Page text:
New restrictions on banking of power sector to hit country’s renewable energy prospects: JMK Research

New restrictions on banking of power will inhibit the growth of the rooftop and open-access solar market, and potentially slow progress towards India’s national target of 450 gigawatts (GW) of installed renewable capacity by 2030, according to a new briefing note by the Institute for Energy Economics and Financial Analysis (IEEFA) and JMK Research.

Banking of power allows renewable energy generators to deposit surplus power into the grid and withdraw it later when needed — much like putting money into a savings account at a bank.

“Solar and wind projects are likely to produce excess energy during peak summer or windy seasons,” said the report’s co-author Jyoti Gulia, founder of JMK Research, in the statement.  The authors have analysed banking provisions across key states, noting that some states, for example, Gujarat and Maharashtra, have moved from annual to monthly banking.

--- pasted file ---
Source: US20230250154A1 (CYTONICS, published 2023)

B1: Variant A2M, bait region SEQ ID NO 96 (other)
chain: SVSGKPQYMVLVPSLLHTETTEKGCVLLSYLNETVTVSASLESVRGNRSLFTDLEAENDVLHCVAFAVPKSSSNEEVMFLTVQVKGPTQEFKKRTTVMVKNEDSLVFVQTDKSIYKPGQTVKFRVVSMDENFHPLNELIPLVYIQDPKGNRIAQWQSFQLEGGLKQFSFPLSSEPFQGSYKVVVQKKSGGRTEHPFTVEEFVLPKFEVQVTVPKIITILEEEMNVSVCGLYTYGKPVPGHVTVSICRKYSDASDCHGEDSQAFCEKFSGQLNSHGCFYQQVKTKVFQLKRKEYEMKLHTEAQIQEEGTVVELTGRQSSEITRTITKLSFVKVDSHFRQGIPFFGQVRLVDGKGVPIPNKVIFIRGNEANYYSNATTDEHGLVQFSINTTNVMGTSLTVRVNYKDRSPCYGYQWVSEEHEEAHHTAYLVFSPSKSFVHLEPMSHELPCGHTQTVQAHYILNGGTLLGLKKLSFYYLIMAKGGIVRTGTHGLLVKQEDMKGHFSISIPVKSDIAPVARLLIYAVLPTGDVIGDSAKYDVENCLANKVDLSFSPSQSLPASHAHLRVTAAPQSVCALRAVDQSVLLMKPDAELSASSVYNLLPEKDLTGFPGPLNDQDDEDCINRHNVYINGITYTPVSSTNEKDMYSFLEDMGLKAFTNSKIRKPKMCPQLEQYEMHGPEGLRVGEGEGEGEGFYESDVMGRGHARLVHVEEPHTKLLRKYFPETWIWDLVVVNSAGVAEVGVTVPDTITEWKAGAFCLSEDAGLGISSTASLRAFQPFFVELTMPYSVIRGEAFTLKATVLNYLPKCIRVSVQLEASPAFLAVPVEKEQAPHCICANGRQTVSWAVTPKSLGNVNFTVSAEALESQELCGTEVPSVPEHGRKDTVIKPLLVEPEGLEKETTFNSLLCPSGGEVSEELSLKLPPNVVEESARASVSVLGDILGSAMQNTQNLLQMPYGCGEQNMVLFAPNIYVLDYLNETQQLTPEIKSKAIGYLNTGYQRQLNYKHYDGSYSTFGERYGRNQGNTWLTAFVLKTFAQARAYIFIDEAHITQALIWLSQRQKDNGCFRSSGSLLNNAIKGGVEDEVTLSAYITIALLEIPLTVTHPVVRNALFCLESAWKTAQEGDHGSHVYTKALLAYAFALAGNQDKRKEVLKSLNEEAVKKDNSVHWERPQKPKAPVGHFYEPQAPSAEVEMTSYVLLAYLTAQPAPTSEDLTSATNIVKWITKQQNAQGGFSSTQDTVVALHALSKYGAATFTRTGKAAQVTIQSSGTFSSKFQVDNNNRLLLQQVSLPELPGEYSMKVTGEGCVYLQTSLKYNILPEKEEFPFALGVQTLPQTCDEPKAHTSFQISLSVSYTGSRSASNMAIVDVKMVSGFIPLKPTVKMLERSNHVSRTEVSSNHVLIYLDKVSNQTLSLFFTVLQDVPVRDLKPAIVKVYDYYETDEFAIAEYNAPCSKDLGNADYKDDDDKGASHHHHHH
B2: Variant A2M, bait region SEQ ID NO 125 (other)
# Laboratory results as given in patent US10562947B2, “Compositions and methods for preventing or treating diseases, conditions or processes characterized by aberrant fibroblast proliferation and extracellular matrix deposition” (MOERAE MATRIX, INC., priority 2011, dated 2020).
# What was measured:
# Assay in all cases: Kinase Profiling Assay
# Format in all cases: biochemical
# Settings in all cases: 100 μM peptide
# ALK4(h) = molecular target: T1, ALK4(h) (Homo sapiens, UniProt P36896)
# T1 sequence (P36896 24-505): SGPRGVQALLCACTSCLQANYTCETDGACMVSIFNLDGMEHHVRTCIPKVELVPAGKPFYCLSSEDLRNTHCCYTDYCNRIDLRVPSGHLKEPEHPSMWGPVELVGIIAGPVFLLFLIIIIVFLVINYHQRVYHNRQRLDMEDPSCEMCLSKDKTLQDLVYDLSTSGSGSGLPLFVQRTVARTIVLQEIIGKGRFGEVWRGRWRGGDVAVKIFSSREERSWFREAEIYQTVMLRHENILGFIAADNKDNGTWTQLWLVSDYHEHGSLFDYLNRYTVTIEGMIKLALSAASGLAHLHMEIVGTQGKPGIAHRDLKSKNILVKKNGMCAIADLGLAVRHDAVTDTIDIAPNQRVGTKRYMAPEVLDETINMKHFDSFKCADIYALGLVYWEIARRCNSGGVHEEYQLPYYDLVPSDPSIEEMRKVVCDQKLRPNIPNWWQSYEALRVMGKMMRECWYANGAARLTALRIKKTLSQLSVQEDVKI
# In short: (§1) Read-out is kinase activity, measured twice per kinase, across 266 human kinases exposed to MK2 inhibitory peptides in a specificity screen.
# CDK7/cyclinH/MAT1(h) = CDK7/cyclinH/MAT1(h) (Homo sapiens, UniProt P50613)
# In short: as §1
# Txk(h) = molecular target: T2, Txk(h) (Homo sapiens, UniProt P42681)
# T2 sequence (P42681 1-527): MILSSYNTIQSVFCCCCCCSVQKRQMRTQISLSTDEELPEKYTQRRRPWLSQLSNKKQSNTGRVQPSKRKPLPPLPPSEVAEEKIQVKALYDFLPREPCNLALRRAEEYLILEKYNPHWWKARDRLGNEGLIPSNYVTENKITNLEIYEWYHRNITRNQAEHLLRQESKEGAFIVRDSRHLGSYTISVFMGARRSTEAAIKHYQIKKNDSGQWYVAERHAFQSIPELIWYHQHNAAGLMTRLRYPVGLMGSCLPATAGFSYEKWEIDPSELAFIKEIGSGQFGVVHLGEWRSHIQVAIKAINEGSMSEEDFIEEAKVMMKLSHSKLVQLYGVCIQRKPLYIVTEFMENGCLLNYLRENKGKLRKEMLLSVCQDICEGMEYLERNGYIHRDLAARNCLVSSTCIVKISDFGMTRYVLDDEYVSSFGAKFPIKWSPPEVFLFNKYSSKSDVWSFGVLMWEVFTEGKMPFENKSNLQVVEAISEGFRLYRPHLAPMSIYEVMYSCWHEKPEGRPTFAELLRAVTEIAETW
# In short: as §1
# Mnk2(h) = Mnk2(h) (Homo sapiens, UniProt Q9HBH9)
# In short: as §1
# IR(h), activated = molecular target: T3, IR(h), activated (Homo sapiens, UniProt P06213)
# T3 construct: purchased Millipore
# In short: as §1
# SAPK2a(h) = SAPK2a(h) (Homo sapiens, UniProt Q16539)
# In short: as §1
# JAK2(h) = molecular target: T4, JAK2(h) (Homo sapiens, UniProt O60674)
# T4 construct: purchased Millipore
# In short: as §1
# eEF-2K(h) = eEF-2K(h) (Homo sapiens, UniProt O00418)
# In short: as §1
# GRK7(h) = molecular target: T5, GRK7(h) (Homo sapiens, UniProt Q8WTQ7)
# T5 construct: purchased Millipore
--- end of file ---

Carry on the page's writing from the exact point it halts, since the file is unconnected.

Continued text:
In some states such as Andhra Pradesh and Tamil Nadu, banking facilities have been withdrawn altogether, it stated. Without the banking provisions for excess energy, the business model for open-access renewable energy projects, which sell electricity direct to commercial and industrial (C&I) consumers, will become unviable, Gulia said in the statement.

The banking restrictions follow the introduction of net metering limits and the withdrawal of waivers for open-access renewable energy projects, it stated. Co-author Vibhuti Garg, energy economist at IEEFA, explained that power distribution companies (discoms) are concerned about the impact on their revenues of high-paying C&I consumers moving from conventional to alternative power procurement through the rooftop and open-access solar model.

“While imposing restrictions on banking will do little to help the discoms’ finances, it may have a significant impact on India’s renewable energy roll-out that now needs to accelerate dramatically to reach the target of 450 GW (gigawatts) by 2030,” she said. The authors suggested procuring banked energy by discoms themselves. Instead of returning power back to the end consumer/developer, discoms can simply pay for the quantum of banked energy after each month at their lowest cost of procurement, they suggested.

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